You and I think it's 2007, but according to the Julian calendar this Tuesday marks the beginning of the year 2000. Adrian Mourby reports from Addis Ababa

September 11 means something very different to the people of Addis Ababa. The official electronic countdown board outside the Sheraton Hotel is not there to commemorate events that happened in America six years ago but the start of the last year of the second millennium. Don't worry, you haven't slept through the past seven years. Ethiopia works on the old Julian calendar and by their reckoning we're still a few days off the year 2000.

"Our months are more regular than yours," says Merid, my guide, as we gaze up at the board. "All 12 are exactly 30 days. Then we have the month of Pagume which is just five days, to tidy things up."

At the moment there's quite a bit of tidying up to be done in Addis. The diplomatic capital of Africa has decided to put on a big party for the Ethiopian 2000 celebrations. Twenty thousand people are expected to converge on a newly constructed hall on Bole Road for a New Year's Eve concert. The only problem is that it doesn't look all that constructed at the moment. Men and women are working round the clock to build a perimeter wall for the car park, but everyone remains good-tempered.

Addis is a very cheery place. Merid is supposed to be showing me the city's Christian churches but instead we've just spent an hour shaking hands in Kaldi's. Kaldi's is Ethiopia's own version of Starbucks. It looks like Starbucks, tastes like Starbucks, and even has the same sofas, but it's named after the Ethiopian goatherd who first noticed the stimulating effect of coffee beans back in the 10th century. If Howard Schultz can exploit our great gift to the world, runs the logic of proprietor Tseday Asrat, why can't we copy his marketing?

After Merid has said hello and goodbye to everyone in the café, we climb into his 4WD and set off on our tour, first through Meskal Square, where there'll be a big New Year's bonfire on the evening of 11 September, and then up to the mausoleum church of Emperor Menelik II, who founded Addis Ababa at the end of the 19th century. It's a steep hill; exhaust fumes erupt from a bus in front of us and we're cut up by UN Land Cruisers. The mausoleum proves to be a fascinating example of Ethiopian Orthodox architecture: three concentric square boxes, one inside the other. The outer rim is for the congregation, the middle for the priests and the inner for the Holiest of Holies.

Women worshippers sit wrapped in white cotton shawls called natelas. They are completely quiet and look like ghosts in their shrouds. On the ceiling Merid shows me murals of the Emperor defeating the mechanised Italian army in 1896. This is a place of Christian worship but it's also a shrine to the first African ruler to defeat a European colonial power. Menelik II's importance on this continent spreads far beyond Ethiopia.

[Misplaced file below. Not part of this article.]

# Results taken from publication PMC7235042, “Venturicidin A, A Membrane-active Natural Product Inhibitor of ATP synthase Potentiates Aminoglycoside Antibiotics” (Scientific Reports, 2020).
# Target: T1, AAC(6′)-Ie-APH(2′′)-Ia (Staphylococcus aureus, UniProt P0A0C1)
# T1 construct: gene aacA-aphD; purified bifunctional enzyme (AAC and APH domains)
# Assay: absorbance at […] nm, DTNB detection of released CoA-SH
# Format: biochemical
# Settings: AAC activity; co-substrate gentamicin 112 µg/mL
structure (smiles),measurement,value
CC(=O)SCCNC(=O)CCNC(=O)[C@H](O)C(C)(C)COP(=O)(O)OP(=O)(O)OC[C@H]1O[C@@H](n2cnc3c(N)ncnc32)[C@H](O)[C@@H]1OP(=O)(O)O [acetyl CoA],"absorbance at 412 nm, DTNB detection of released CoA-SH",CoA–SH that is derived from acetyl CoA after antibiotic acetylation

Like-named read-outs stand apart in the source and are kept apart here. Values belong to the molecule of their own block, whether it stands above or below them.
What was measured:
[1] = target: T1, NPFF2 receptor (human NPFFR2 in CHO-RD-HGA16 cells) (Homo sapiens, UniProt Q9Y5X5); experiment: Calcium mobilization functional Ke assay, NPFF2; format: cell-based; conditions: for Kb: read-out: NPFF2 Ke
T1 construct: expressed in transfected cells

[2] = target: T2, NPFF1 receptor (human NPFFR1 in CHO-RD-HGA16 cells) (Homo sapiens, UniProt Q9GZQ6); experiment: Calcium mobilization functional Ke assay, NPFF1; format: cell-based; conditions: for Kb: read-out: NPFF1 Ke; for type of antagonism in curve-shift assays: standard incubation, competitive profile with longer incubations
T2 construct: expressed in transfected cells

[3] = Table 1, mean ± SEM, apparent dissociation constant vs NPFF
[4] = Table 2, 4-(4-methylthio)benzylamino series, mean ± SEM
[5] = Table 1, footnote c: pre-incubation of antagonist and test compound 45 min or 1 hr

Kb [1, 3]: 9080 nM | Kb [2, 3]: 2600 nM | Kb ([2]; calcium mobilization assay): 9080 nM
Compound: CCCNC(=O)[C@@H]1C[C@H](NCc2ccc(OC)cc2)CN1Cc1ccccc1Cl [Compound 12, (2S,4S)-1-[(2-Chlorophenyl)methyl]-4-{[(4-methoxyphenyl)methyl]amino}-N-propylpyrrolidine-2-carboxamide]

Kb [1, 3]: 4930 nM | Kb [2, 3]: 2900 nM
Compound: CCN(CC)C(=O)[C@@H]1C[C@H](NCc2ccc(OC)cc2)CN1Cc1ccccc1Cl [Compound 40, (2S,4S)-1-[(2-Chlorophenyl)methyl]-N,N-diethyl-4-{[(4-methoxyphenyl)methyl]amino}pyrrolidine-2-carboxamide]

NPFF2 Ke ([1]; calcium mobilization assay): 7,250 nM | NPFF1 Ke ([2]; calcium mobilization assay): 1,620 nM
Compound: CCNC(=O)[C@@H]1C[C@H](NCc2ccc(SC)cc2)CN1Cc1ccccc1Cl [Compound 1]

As we leave Merid points out the Star of David carved into the columns of the mausoleum. "Our emperor was descended from the Queen of Sheba who had a son by King Solomon. He was Menelik I." This country goes back a very long way, even if is six and three-quarters years behind the rest of us.

Our next stop is the Cathedral of the Holy Trinity which Emperor Haile Selassie, one of Menelik's successors, built to commemorate his own military achievements. It's a curious mix of styles that defies description. Moorish Baroque meets English parish church? The floor plan is European with two side aisles and the central dome is decorated with a fearsome Day of Judgement scene. A Lucifer straight out of Hieronymus Bosch is feasting on human flesh. The side panels feature the Emperor addressing the League of Nations and raising the Ethiopian flag after the Italian army had been driven out a second time.

As we drive to our next church the muezzin starts up. Addis has two very strong religious communities that live together in remarkable harmony. It was the Ethiopian Christian kingdom of Aksum that gave refuge to Mohamed's daughter, Fatima, and her husband Ali ibn Abi Talib when they fled Mecca in AD615. This is a country whose history goes a surprisingly long way back – and just keeps going.

But it doesn't take itself too seriously. As we near the Cathedral of St George (the patron saint of both Ethiopia and England), I'm struck by a poster that makes fun of the minuscule month of Pagume. "Come to Ethiopia for 13 months of sunshine!"

Merid is glad I'm amused. "We have another saying, you know. Come to Ethiopia and be seven years younger." There are definite advantages in the Julian calendar.


Adrian Mourby flew to Addis Ababa with British Airways (0870 850 9850;, which offers return flights from £425. He stayed at the Sheraton Addis (00 251 11 517 1717; luxury collection. com/addis), which offers b&b from $250 (£125) a night.

Further information

FK Explorer Travel (00 251 11 663 8431; fkexplorertours. com) offers tours of Addis for $65 per person, including driver, guide, admissions and lunch.

Further reading 'Eastern Christian Worlds' by Mahmoud Zibawi, Liturgical Press